Bideford is an Ancient Parish and a market town in the county of Devon.
Parish church: St. Mary
Parish registers begin:
- Parish registers: 1561
- Bishop’s Transcripts: 1607
- Bible Christian Methodist
- Particular Baptist
- Primitive Methodist
- Society of Friends/Quaker
- Wesleyan Methodist
The Imperial Gazetteer of England & Wales 1870
BIDEFORD, a town, a parish, a subdistrict, and a district, in Devon. The town stands on the river Torridge, 5 miles above its influx to the sea, and at the terminus of the Bideford extension of the North Devon railway, 9 miles SW of Barnstaple, and 42 miles by road but 48½ by railway NW by W of Exeter. Its site is chiefly a hillside on the left bank of the river, amid pleasant environs; and commands delightful views of the river’s vale. The place was given, soon after the Conquest, to Richard de Granville, a Norman knight; remained with his descendants till 1750; and was then sold by one of the heirs of William Granville, third Earl of Bath, to J. Cleveland, Esq. of Tapley. It gave the title of Baron, in the time of Queen Anne, to Lord Lansdown. Forts were erected at it, on both sides of the river, by the parliamentarians, in the civil war; but they were taken for the king by Colonel Digby, in 1643: and one of them, called Chudleigh fort, a small battlemented structure, is still standing. The plague raged here in 1646 and 1680; and three aged female inhabitants were put to death on a charge of witchcraft, in 1682. The French privateers, in the time of Queen Anne, captured so many valuable vessels, engaged in the town’s commerce, in their crossing the bay off the river’s mouth, that they called it the Golden bay. The streets are wide and airy; some new good houses have taken the place of old mean ones; and there are a noble mansion and a series of villas in the outskirts. A bridge of 24 arches and 677 feet long, erected in the early part of the 14th century, forms the approach on the NE; was widened in 1863-5, at a cost of about £4,000; and is a favourite promenade. The town hall is an ornamental edifice of 1850, and serves for courts, town-business, and concerts. The parish church was recently rebuilt; superseded an early English structure; and is large and handsome. The Independent chapel was rebuilt in 1859, and is a very fine edifice. The Wesleyan chapel is large, and was much improved in 1865. There are also chapels for Baptists and Bible Christians, a free grammar and other public schools, a working-men’s club established in 1864, a dispensary, alms-houses, and a workhouse,-the last built in 1836, at a cost of £3,645. The charities amount yearly to £577; but include £435 for keeping the bridge in repair. The quay adjoins the bridge; is upwards of 1,200 feet long; admits vessels of 500 tons at high water: and forms an agreeable walk. The Bideford extension railway joins the North Devon at Fremington Pill, is 6 miles long, and was opened in 1855; and a line from it to Appledore and Westward-Ho, 4 miles long, was authorised in 1866. The town has a head post office, a railway station with telegraph, two banking offices, two chief inns, two weekly markets, and two annual fairs; publishes a weekly newspaper; and is a seat of sessions and a polling-place. Ship-building, sail-making, rope-making, and pottery-work are carried on; and a large saw-mill was erected in 1865. The port is a bonding one, and formerly had a large foreign commerce; but is now engaged chiefly in the coasting-trade. The vessels belonging to it, at the beginning of 1868, were 56 small ones, of aggregately 1,854 tons, and 75 larger ones, of aggregately 9,104 tons. The vessels entering coastwise, in 1867, counting repeated voyages, were 710 sailing-vessels, of aggregately 29,878 tons, and 99 steam-vessels, of aggregately 7,230 tons; clearing coastwise, 106 sailing-vessels, of aggregately 6,715 tons, and 99 steam-vessels, of aggregately 7,230 tons; entering from the British colonies, 6 vessels of aggregately 1,850 tons; entering from foreign countries, 9 vessels, of aggregately 2,493 tons; clearing for the British colonies, only 1 vessel, of no more than 53 tons; and clearing for foreign countries, 2 vessels, of jointly 807 tons. The customs in 1867 amounted to £3,147. The chief exports are oak-bark, corn, earthenware, tiles, sailcloth, cordage, and linens; and the chief imports, timber, coal, and lime. A steamer sails regularly to Ilfracombe, Lynmouth, and Bristol. The town sent members to parliament in the times of Edward I. and II., but not since; was incorporated by Queen Elizabeth; and is now governed by a mayor, four aldermen, and 12 councillors. Sir P. Grenville, the naval hero, Dr. John Shebbeare, author of the “Adventures of a Guinea,” and Abraham and Benjamin Donne, the mathematicians, were natives; Strange, the philanthropist, died here of the plague in 1646; and Hervey, the author of “Meditations,” was for some time curate, and wrote here part of his works.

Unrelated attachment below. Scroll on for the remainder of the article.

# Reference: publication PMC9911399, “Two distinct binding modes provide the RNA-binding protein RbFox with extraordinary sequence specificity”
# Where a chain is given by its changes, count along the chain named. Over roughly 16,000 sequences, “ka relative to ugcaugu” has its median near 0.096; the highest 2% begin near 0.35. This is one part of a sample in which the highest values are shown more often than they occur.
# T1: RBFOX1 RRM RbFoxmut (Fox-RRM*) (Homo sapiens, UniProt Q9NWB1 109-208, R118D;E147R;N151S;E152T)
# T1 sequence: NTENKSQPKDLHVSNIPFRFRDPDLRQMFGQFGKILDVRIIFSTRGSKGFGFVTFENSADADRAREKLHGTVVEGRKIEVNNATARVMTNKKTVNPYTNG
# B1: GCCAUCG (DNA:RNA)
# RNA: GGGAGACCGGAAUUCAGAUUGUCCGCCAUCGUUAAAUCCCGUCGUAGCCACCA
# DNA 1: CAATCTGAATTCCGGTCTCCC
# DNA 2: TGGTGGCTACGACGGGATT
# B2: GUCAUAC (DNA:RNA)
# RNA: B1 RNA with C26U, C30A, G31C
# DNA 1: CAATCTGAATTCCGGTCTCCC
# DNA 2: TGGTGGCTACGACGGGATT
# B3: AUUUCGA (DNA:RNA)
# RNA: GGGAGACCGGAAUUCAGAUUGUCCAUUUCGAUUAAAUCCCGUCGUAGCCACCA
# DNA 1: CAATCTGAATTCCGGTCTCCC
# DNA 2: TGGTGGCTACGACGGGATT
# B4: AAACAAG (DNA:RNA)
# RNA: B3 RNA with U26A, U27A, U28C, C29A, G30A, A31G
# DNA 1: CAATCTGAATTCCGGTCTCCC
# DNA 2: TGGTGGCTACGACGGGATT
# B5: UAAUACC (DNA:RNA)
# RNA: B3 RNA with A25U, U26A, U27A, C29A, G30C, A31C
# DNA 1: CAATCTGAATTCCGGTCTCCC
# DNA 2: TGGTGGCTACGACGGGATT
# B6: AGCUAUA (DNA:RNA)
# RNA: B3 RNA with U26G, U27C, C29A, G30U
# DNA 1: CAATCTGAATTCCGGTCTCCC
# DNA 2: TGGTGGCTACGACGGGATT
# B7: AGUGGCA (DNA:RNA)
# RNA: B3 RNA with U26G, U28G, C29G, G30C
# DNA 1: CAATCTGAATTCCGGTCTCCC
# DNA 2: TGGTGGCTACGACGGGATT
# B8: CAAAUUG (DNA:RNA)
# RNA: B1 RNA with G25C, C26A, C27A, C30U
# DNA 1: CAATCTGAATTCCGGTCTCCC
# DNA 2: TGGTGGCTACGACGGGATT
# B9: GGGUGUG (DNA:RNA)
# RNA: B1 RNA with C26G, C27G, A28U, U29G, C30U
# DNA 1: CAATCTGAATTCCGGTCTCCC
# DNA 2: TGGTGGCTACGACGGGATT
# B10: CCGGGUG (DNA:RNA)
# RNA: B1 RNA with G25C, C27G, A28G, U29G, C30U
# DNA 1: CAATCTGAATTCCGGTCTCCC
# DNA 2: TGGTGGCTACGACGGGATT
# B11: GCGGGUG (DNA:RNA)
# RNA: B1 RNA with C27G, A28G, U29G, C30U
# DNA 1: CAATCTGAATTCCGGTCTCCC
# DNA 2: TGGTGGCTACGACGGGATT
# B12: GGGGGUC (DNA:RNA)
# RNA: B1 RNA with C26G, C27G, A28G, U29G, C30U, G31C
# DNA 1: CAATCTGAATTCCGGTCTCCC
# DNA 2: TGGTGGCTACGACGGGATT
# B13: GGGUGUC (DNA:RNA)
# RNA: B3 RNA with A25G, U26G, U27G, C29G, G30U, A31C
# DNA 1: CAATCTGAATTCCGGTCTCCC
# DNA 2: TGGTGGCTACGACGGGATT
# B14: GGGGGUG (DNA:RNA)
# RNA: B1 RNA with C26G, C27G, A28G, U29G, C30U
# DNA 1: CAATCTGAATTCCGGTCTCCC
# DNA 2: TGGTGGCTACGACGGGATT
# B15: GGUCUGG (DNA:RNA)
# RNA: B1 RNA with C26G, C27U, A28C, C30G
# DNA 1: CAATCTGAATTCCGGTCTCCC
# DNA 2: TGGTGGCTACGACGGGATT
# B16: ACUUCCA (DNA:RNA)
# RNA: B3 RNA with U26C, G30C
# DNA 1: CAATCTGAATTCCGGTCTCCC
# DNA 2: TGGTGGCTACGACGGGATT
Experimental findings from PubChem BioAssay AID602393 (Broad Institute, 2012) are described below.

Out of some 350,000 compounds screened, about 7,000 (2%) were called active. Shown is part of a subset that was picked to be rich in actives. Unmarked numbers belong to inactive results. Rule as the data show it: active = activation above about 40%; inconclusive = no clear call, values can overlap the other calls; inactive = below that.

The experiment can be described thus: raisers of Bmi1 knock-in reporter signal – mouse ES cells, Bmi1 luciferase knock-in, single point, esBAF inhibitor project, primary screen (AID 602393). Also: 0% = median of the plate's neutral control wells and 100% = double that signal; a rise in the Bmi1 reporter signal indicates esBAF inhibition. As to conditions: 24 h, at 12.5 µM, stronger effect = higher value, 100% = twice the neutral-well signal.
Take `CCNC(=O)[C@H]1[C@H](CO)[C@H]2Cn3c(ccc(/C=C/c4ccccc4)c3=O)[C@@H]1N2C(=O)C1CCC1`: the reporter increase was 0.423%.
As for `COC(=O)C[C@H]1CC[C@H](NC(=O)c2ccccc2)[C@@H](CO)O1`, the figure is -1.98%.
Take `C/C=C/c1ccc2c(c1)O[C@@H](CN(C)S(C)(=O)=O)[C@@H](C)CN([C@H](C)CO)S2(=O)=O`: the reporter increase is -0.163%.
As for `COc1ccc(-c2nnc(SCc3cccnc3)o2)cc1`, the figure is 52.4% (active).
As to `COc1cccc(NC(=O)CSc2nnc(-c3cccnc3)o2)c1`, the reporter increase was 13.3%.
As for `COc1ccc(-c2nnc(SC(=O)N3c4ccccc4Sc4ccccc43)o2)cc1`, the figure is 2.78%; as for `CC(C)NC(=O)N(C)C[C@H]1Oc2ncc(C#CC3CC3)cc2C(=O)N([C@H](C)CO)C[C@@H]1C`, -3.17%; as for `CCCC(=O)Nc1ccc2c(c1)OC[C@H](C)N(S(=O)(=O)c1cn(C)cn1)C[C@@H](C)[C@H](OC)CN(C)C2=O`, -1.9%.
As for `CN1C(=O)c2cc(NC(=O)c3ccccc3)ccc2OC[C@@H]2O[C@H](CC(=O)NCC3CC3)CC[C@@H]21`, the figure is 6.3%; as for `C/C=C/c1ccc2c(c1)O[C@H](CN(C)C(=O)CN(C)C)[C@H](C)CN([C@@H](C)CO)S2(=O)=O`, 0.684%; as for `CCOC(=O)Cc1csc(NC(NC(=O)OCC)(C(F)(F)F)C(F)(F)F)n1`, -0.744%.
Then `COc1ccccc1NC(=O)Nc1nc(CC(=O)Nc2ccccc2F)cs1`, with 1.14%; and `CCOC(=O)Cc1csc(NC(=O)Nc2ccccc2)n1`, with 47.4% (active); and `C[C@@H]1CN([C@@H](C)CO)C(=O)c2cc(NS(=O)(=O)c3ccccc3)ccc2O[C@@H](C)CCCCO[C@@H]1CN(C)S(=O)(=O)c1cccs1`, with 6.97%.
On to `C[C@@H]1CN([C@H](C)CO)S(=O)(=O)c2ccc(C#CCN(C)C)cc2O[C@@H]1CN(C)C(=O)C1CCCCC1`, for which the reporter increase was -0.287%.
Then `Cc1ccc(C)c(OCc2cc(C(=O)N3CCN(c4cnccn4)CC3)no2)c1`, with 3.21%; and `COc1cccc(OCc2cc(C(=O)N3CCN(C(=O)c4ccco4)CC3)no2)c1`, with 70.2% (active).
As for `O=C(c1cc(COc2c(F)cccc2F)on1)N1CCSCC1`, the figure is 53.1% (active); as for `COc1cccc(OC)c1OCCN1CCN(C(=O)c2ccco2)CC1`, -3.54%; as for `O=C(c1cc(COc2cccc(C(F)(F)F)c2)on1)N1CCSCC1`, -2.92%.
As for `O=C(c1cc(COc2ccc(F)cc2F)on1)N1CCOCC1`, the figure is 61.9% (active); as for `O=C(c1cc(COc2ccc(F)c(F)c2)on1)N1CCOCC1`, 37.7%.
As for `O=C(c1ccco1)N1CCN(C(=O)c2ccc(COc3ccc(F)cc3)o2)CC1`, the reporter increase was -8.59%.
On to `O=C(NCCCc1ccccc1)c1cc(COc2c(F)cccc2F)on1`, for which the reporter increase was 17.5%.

The parish is conterminate with the borough. Acres, 3,196. Real property, £18,170. Pop. in 1841, 5,211; in 1861, 5,742. Houses, 1,188. The living is a rectory in the diocese of Exeter. Value, £633. Patron, Sir G. S. Stucley, Bart.
Source: The Imperial Gazetteer of England & Wales [Wilson, John M]. A. Fullarton & Co. N. d. c. [1870-72].
Records for England
Births and Baptism Records
War and Conflict
Civil Registration District: Bideford
Probate Court: Court of the Bishop (Consistory) of the Archdeaconry of Barnstaple
Rural Deanery: Hartland
Poor Law Union: Bideford